How to use an electric snake

The electric snake is a great tool to use when you want to unclog your drain. It’s also helpful for clearing out any blockage in pipes and drains.

What is a drain snake?

A snake is a long, bendable tool with an electrical motor on one end and a handle on the other. The head of the electric snake is pointed so it can fit into tight spaces. At first glance, an electric snake looks like a giant corkscrew. It has two coils wrapped around each other like springs–the outer coil rotates clockwise and the inner coil rotates counterclockwise to make the “screw” spin in both directions.

How does it work?

Once you turn on the electric snake, its spinning action loosens any debris that’s stuck inside your drain or pipe. The faster you move it up and down or back and forth (depending on how you want to use it), the better chance you have at cleaning out the blockage.

Once you’ve pulled out most of the debris, turn off the snake and let it rest for about 15 seconds. Then, pull it back through your drain or sewer pipe to clear away any remaining gunk. For tougher jobs, run hot tap water while you clean with an electric snake to help loosen debris (the heat from the water will expand metal pipes and make blockages easier to knock loose).


Manual drain snake

This type of snake is the cheapest and simplest to use. You hand-feed it into your drain as you twist and push as if you’re feeding a piece of string down the hole. Just remember: The more turns and bends there are in your pipe, the harder this tool will be to control.

Automatic drain snake

This electric snake has a motor that does all the work for you (once you set it up). It’s great for people with bad backs or who have trouble bending over their sink or bathtub to clean out blockages. Plus, most automatic snakes come with either a manual override or an easy release/rewind button so they’re simple to operate–even for kids.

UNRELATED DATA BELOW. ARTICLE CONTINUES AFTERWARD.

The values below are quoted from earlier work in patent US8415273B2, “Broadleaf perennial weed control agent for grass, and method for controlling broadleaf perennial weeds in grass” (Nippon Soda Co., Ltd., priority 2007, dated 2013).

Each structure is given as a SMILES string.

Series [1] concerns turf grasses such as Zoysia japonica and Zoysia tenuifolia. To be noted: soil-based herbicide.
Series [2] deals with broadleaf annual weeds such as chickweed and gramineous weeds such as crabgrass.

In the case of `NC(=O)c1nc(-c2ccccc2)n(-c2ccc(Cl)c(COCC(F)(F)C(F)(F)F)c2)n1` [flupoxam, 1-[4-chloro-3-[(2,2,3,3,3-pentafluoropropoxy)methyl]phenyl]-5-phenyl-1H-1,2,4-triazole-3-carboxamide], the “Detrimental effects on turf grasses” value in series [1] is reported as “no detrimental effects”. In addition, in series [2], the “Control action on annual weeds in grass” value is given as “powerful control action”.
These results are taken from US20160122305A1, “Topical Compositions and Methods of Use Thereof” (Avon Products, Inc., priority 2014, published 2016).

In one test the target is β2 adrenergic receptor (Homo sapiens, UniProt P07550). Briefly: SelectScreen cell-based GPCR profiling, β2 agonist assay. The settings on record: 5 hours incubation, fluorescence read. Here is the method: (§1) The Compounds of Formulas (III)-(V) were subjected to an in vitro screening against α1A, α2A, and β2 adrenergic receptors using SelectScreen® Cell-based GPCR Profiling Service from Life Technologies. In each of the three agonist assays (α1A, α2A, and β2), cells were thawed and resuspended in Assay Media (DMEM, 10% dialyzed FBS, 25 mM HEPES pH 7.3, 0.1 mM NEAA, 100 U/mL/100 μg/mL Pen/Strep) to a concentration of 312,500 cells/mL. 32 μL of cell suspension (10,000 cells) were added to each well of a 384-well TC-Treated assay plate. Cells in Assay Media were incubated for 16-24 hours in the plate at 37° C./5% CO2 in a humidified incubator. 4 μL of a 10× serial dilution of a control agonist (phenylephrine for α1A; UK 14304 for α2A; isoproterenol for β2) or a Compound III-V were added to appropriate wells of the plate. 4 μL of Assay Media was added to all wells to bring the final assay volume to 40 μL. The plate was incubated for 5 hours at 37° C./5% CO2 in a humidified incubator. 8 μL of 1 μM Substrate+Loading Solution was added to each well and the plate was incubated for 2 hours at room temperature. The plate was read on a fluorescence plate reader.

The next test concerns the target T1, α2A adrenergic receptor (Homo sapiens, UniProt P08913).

Electric drain snake

An electric snake works like a plunger (without all the plunging), so it’s ideal for unclogging toilets (especially clogs near the bowl) and kitchen sinks. But if your problem is far down the drain, you may need to use chemicals to clear the blockage first–that way your electric snake can grab on to the debris and pull it back down the pipe.

Sewer drain snake

In the past, sewer snakes were only pulled through underground sewer pipes by a professional plumber. But now, some power tools manufacturers make electric snakes that do the job in a home setting. It’s a great tool to have in your kitchen or bathroom if you often need to clean out clogs near the drain opening where the trap and mainline meet (if you need to snake out your mainline, though, be sure to call a plumber).

Usage steps

Step 1 – Prepare the Drain

If you’re using a manual drain snake, put on gloves and safety glasses.

Place the drain-cleaning tool in your sink. Make sure it’s firmly seated so it doesn’t tip over when you start working with it.

Feed the cable into your pipe–it should go in smoothly if the blockage isn’t too bad.

If the cable doesn’t go into your drain or if it becomes jammed, stop and call a plumber.

Step 2 – Add the Electric Drain Snake

Turn on your electric drain snake. Move the head in and out of your sink a few times to help remove any blockage.

If you’re using a manual drain snake, turn off the power once you’ve moved the tool up and down 3-4 times. This will release the clog by forcing it through the opening at the top of the pipe. Then, pull out the drain snake–you may need to use your hands to help it through if you can’t fit it back through easily.